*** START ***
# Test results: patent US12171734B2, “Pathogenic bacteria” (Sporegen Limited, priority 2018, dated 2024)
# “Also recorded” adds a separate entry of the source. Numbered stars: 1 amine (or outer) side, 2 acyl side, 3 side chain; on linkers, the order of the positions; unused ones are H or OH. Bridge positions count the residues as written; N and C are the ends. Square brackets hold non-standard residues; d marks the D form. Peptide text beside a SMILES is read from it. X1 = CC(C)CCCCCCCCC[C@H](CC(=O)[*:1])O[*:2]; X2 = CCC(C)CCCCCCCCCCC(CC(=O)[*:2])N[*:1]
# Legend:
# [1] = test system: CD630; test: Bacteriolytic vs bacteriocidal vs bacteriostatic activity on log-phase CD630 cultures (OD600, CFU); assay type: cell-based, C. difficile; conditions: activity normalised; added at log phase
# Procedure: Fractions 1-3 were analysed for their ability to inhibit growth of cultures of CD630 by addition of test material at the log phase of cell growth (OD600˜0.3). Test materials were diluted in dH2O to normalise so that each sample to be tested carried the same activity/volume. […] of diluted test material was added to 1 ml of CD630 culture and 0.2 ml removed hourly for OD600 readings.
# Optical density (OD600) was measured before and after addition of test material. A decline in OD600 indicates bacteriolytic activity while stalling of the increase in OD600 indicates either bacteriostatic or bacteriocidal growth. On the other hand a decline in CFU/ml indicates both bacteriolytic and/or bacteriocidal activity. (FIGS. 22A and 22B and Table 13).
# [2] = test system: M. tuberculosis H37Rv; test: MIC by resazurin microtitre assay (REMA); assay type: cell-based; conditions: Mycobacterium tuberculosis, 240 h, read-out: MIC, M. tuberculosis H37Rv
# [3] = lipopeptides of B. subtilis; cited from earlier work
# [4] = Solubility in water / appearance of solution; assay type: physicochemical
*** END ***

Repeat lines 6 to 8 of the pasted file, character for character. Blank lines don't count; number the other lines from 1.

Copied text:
# Optical density (OD600) was measured before and after addition of test material. A decline in OD600 indicates bacteriolytic activity while stalling of the increase in OD600 indicates either bacteriostatic or bacteriocidal growth. On the other hand a decline in CFU/ml indicates both bacteriolytic and/or bacteriocidal activity. (FIGS. 22A and 22B and Table 13).
# [2] = test system: M. tuberculosis H37Rv; test: MIC by resazurin microtitre assay (REMA); assay type: cell-based; conditions: Mycobacterium tuberculosis, 240 h, read-out: MIC, M. tuberculosis H37Rv
# [3] = lipopeptides of B. subtilis; cited from earlier work